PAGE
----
The first consequence is that the Legislature will have to increase contributions to the TRS fund to make up for the anticipated losses in investment income. The Legislature also will decide who pays the higher contributions. At present, teachers and other active school employees pay 7.7 percent of their salaries to the fund, the state pays 6.8 percent of the total teacher payroll and school districts pay 1.5 percent.

Texas’ contribution rate is the lowest of any state’s contribution rate to a teacher retirement fund. Nevertheless, the current state leadership, which has a history of shortchanging public education and educators, may not want to dig any deeper into the state budget. Instead, it may choose to add millions of dollars to the contributions that active teachers, school employees and school districts have to pay.

The Legislature could even choose to lower pension payments for retirees, although I am not predicting that will happen. At present, retirees’ monthly payments average only $2,060, which are among the lowest in the country, and most retired educators in Texas don’t get Social Security.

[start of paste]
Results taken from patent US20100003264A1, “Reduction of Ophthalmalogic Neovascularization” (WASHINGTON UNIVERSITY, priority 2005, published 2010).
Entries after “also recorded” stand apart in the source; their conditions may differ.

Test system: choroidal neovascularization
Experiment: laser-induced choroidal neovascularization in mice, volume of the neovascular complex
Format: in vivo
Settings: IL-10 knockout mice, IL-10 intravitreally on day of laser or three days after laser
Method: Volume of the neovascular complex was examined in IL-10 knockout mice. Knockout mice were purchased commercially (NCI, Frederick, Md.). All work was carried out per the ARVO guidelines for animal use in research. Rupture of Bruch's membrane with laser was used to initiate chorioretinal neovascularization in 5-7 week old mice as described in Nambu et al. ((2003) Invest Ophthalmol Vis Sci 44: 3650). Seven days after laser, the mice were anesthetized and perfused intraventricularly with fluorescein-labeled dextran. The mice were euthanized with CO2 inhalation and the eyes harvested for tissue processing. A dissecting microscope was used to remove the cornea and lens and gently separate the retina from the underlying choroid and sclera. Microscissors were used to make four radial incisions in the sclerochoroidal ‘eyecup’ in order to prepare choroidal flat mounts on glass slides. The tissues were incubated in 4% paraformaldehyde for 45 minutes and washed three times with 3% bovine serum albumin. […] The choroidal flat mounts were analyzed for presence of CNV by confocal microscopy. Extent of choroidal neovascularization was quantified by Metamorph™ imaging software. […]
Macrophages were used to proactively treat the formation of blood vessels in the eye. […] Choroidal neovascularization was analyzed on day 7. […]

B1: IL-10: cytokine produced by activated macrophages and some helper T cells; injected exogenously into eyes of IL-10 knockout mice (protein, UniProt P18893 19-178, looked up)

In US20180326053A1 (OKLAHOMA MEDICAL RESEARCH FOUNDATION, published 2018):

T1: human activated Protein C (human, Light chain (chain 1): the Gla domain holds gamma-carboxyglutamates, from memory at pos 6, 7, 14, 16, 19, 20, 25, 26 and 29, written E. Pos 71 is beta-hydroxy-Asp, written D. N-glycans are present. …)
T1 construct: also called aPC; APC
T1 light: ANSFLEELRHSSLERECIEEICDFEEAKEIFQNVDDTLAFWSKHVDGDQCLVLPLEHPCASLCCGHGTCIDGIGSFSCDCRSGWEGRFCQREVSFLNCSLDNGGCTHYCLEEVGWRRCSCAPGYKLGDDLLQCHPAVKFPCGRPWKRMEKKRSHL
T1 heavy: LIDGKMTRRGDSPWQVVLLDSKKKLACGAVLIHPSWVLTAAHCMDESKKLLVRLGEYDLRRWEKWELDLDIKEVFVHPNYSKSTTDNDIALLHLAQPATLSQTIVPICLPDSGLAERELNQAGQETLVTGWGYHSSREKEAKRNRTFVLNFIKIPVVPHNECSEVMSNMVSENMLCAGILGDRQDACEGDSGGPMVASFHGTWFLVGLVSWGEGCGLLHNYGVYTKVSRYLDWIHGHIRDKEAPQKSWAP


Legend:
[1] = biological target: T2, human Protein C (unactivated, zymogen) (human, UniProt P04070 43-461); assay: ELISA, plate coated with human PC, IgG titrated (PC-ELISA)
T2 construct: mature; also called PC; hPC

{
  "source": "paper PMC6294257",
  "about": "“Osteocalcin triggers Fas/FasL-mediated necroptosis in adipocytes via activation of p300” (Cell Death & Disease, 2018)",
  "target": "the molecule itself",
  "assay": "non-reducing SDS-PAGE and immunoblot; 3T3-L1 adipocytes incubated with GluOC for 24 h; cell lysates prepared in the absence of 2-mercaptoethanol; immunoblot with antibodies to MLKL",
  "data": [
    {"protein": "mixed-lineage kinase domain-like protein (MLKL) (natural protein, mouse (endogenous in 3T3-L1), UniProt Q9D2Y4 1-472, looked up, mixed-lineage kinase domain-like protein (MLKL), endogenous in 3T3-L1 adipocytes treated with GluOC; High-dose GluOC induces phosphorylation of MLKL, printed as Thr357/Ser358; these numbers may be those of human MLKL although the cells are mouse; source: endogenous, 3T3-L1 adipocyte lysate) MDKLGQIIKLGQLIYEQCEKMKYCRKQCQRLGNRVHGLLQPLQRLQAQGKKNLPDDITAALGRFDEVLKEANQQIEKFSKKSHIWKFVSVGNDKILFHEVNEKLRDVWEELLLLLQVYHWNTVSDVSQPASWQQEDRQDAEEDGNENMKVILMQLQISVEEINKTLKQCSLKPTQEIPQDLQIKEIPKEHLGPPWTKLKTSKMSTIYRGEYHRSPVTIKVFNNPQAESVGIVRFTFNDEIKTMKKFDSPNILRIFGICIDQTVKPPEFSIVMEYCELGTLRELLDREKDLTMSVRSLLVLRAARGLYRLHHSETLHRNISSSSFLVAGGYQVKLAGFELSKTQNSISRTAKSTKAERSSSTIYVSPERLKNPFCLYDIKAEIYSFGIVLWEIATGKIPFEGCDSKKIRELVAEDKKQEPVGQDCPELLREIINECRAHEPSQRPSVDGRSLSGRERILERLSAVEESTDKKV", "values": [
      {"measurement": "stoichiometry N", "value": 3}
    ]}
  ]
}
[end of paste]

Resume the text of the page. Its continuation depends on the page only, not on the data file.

But the current leadership, if still in power in January, may attempt something equally detrimental for retired educators and future retirees because sharks already are circling, ready to grab an advantage from the opening that TRS has given them.

These sharks are the profiteers who want to wipe out TRS, as we know it, and its defined benefit plan for retirees and replace it with a riskier (for retirees) 401k-style, defined contribution plan. Each future retiree would determine his or her own contribution and roll the dice on future economic conditions to determine the eventual benefit.